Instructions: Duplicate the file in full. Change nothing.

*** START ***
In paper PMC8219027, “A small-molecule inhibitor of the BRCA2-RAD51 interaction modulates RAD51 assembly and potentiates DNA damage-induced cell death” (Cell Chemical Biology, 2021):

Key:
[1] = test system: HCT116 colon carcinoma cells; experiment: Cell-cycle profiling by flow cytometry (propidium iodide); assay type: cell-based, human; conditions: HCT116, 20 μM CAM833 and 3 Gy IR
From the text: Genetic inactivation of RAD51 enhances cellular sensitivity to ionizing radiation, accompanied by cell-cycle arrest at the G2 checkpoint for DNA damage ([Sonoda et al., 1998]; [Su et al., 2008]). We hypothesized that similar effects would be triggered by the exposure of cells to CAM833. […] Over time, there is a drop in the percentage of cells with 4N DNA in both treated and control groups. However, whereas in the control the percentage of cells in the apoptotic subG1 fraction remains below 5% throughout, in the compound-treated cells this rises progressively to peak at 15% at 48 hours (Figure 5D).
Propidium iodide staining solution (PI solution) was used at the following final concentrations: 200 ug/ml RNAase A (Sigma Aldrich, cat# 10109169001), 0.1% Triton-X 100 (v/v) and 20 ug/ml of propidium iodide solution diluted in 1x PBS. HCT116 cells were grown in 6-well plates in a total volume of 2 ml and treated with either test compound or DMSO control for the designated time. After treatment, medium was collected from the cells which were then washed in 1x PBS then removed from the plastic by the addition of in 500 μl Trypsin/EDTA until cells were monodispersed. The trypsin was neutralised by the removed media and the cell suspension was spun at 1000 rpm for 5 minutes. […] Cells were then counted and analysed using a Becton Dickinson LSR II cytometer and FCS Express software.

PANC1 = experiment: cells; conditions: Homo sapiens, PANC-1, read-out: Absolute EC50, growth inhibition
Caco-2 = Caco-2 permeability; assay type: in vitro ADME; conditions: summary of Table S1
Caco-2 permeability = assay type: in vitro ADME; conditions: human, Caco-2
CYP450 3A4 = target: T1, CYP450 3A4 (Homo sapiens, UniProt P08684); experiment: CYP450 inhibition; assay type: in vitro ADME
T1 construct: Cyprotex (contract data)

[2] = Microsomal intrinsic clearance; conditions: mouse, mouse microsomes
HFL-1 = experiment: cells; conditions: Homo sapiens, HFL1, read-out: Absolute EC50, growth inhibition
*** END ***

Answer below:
In paper PMC8219027, “A small-molecule inhibitor of the BRCA2-RAD51 interaction modulates RAD51 assembly and potentiates DNA damage-induced cell death” (Cell Chemical Biology, 2021):

Key:
[1] = test system: HCT116 colon carcinoma cells; experiment: Cell-cycle profiling by flow cytometry (propidium iodide); assay type: cell-based, human; conditions: HCT116, 20 μM CAM833 and 3 Gy IR
From the text: Genetic inactivation of RAD51 enhances cellular sensitivity to ionizing radiation, accompanied by cell-cycle arrest at the G2 checkpoint for DNA damage ([Sonoda et al., 1998]; [Su et al., 2008]). We hypothesized that similar effects would be triggered by the exposure of cells to CAM833. […] Over time, there is a drop in the percentage of cells with 4N DNA in both treated and control groups. However, whereas in the control the percentage of cells in the apoptotic subG1 fraction remains below 5% throughout, in the compound-treated cells this rises progressively to peak at 15% at 48 hours (Figure 5D).
Propidium iodide staining solution (PI solution) was used at the following final concentrations: 200 ug/ml RNAase A (Sigma Aldrich, cat# 10109169001), 0.1% Triton-X 100 (v/v) and 20 ug/ml of propidium iodide solution diluted in 1x PBS. HCT116 cells were grown in 6-well plates in a total volume of 2 ml and treated with either test compound or DMSO control for the designated time. After treatment, medium was collected from the cells which were then washed in 1x PBS then removed from the plastic by the addition of in 500 μl Trypsin/EDTA until cells were monodispersed. The trypsin was neutralised by the removed media and the cell suspension was spun at 1000 rpm for 5 minutes. […] Cells were then counted and analysed using a Becton Dickinson LSR II cytometer and FCS Express software.

PANC1 = experiment: cells; conditions: Homo sapiens, PANC-1, read-out: Absolute EC50, growth inhibition
Caco-2 = Caco-2 permeability; assay type: in vitro ADME; conditions: summary of Table S1
Caco-2 permeability = assay type: in vitro ADME; conditions: human, Caco-2
CYP450 3A4 = target: T1, CYP450 3A4 (Homo sapiens, UniProt P08684); experiment: CYP450 inhibition; assay type: in vitro ADME
T1 construct: Cyprotex (contract data)

[2] = Microsomal intrinsic clearance; conditions: mouse, mouse microsomes
HFL-1 = experiment: cells; conditions: Homo sapiens, HFL1, read-out: Absolute EC50, growth inhibition